Welcome to the words of a digital zombie.
I barely exist under any name, having relinquished my own years ago. I can’t say where I am. It’s dangerous.
I was long supposed to be dead. Now I’m a flugitive, still pursued by the U.S. government for crimes I allegedly committed amid a collapse of order, justice, and sanity.
Yet I’m here—in your hands—breathing anew. Thank you.
A year ago I was miserable, hiding in a distant and unmentionable spot under an assumed identity. I was sprawled one afternoon in a dingy Internet café, yawning over a cheap stimulating beverage and scanning news of places I once knew. Playing Nostalgia for Dummies.
When I discovered that my former self had risen in spirit, it was hard not to jump up and scream, buy everyone a round. The flu blog I had cursed more than once—shut down by the Feds during the Great H5N1 Avian Pandemic—was suddenly a big-selling book. Its vanished author was being mourned as a tragic victim, a heroic and romantic American who had died on the run from the Feds.
I could hardly breathe. Would the others hear my heart exploding, see my eyes blazing? They ignored me as I clicked on, trying to picture a shop with my blog posts waving at passersby in the window. (Does Manhattan still have bookstores?)
I read that my humble rants had been preserved, as if in amber, by a program at the University of Auckland in New Zealand, where countless blogs from many nations were recorded during the contagion. By the time H5N1 bird flu followed swine flu, New Zealand was so well prepared that students and professors could play the role that Irish monks had fulfilled for civilization in the Dark Ages, safeguarding a world of restless outbursts.
A couple of years after killer H5N1 evolved into a moderate seasonal flu, an enterprising editor in New York had sifted Auckland’s hoard and published excerpts from some American blogs whose authors had died in the pandemic. Lost Voices was a critical and commercial success.
My older brother turned up to demand royalty payments from the publisher.
Impressed by kind reviews for my entry and inspired by the prospect of cash, my brother set about publishing my entire blog. Typically, he corrupted it.
The rascal spun nonsense about how he had lovingly tracked my escape from New York to a lonely stretch in the Missouri woods where he and I once played together. (He never explained how I had crawled into that unmarked grave.) He doctored my blog posts, adding positive references about himself and removing factual mentions I’d made of him. As you’ll see, I had taken pains to avoid revealing that the biggest wretch in my blog—worse than any torturing Fed flunkie—was my kin. Wary that a few survivors might recognize his sleazy self, my brother scrubbed my blog.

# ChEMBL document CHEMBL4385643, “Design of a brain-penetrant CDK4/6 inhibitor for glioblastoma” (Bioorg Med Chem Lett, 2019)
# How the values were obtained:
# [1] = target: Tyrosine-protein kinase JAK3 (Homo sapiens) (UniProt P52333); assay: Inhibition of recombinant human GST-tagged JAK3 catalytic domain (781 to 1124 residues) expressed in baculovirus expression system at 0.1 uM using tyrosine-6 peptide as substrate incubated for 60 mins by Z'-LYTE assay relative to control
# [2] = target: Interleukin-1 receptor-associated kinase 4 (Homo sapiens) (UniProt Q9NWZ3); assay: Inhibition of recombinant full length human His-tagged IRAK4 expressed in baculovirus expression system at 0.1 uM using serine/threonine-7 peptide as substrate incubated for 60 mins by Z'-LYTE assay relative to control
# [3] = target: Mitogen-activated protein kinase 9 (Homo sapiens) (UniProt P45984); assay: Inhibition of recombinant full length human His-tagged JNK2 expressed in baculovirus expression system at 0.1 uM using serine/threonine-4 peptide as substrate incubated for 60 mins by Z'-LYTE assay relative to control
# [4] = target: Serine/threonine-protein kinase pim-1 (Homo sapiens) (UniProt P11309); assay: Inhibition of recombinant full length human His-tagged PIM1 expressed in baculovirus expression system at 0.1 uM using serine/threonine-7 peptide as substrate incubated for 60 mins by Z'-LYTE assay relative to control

Worse, he added a really sappy poem he claimed I had left behind. Talk about defiling the dead!
It was this contaminated version—which he sold for a sizable advance as A Blog of the Pandemic Year—that drew sufficient acclaim to catch my eye. Subsequent communications with lawyers and editors from my hole in the known world can’t be detailed here, but I’m grateful to all of them—and to some very courageous intermediaries—for their patience, fortitude, and discretion.
Now we have fully reissued my blog with introductory and closing comments as American Fever: A Tale of Romance & Pestilence. Amid what the world hopes is a permanent break in the political fever that gripped the United States during the pandemic, a bold publisher has invested in freedom—yours and mine. Editors have even restored my website at AmericanFeverBook.com. It contains every blog entry, complete with artwork, photographs, and live links to a universe of vivid information. I welcome you to contact me there.
I Blogged My Life to Pieces
My writing began humbly as an adjunct to a website I had created to peddle masks, gloves, and goggles to Internet consumers. I never intended to make history. I’d long planned to be far from New York City when H5N1 showed up.